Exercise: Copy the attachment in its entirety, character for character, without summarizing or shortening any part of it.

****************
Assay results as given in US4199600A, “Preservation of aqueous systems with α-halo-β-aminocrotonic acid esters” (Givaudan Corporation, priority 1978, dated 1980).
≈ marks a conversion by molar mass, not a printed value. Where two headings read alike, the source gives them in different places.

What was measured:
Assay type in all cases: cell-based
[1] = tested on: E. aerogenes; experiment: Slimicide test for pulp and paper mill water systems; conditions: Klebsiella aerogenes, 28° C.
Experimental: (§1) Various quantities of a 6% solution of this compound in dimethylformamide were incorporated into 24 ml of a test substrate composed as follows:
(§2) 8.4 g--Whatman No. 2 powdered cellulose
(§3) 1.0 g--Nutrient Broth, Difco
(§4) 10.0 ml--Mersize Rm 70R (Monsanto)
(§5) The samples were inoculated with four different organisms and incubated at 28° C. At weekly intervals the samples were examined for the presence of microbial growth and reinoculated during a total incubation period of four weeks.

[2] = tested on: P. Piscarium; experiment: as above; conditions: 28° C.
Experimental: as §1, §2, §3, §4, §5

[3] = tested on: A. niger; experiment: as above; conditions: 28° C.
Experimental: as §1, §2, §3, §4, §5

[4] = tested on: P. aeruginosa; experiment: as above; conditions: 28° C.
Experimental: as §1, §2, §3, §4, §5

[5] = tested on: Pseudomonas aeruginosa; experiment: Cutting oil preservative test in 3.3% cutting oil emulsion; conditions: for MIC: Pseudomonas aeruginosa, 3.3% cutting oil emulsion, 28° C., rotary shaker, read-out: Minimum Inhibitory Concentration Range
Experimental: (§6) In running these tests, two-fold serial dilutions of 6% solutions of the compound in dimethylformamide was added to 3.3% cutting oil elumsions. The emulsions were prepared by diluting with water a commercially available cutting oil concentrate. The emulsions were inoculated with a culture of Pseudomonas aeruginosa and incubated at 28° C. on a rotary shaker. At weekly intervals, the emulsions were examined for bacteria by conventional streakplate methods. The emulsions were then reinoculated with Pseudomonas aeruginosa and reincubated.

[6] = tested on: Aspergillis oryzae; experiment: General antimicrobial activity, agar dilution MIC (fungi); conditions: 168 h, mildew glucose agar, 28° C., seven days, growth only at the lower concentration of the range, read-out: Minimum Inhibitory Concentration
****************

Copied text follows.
Assay results as given in US4199600A, “Preservation of aqueous systems with α-halo-β-aminocrotonic acid esters” (Givaudan Corporation, priority 1978, dated 1980).
≈ marks a conversion by molar mass, not a printed value. Where two headings read alike, the source gives them in different places.

What was measured:
Assay type in all cases: cell-based
[1] = tested on: E. aerogenes; experiment: Slimicide test for pulp and paper mill water systems; conditions: Klebsiella aerogenes, 28° C.
Experimental: (§1) Various quantities of a 6% solution of this compound in dimethylformamide were incorporated into 24 ml of a test substrate composed as follows:
(§2) 8.4 g--Whatman No. 2 powdered cellulose
(§3) 1.0 g--Nutrient Broth, Difco
(§4) 10.0 ml--Mersize Rm 70R (Monsanto)
(§5) The samples were inoculated with four different organisms and incubated at 28° C. At weekly intervals the samples were examined for the presence of microbial growth and reinoculated during a total incubation period of four weeks.

[2] = tested on: P. Piscarium; experiment: as above; conditions: 28° C.
Experimental: as §1, §2, §3, §4, §5

[3] = tested on: A. niger; experiment: as above; conditions: 28° C.
Experimental: as §1, §2, §3, §4, §5

[4] = tested on: P. aeruginosa; experiment: as above; conditions: 28° C.
Experimental: as §1, §2, §3, §4, §5

[5] = tested on: Pseudomonas aeruginosa; experiment: Cutting oil preservative test in 3.3% cutting oil emulsion; conditions: for MIC: Pseudomonas aeruginosa, 3.3% cutting oil emulsion, 28° C., rotary shaker, read-out: Minimum Inhibitory Concentration Range
Experimental: (§6) In running these tests, two-fold serial dilutions of 6% solutions of the compound in dimethylformamide was added to 3.3% cutting oil elumsions. The emulsions were prepared by diluting with water a commercially available cutting oil concentrate. The emulsions were inoculated with a culture of Pseudomonas aeruginosa and incubated at 28° C. on a rotary shaker. At weekly intervals, the emulsions were examined for bacteria by conventional streakplate methods. The emulsions were then reinoculated with Pseudomonas aeruginosa and reincubated.

[6] = tested on: Aspergillis oryzae; experiment: General antimicrobial activity, agar dilution MIC (fungi); conditions: 168 h, mildew glucose agar, 28° C., seven days, growth only at the lower concentration of the range, read-out: Minimum Inhibitory Concentration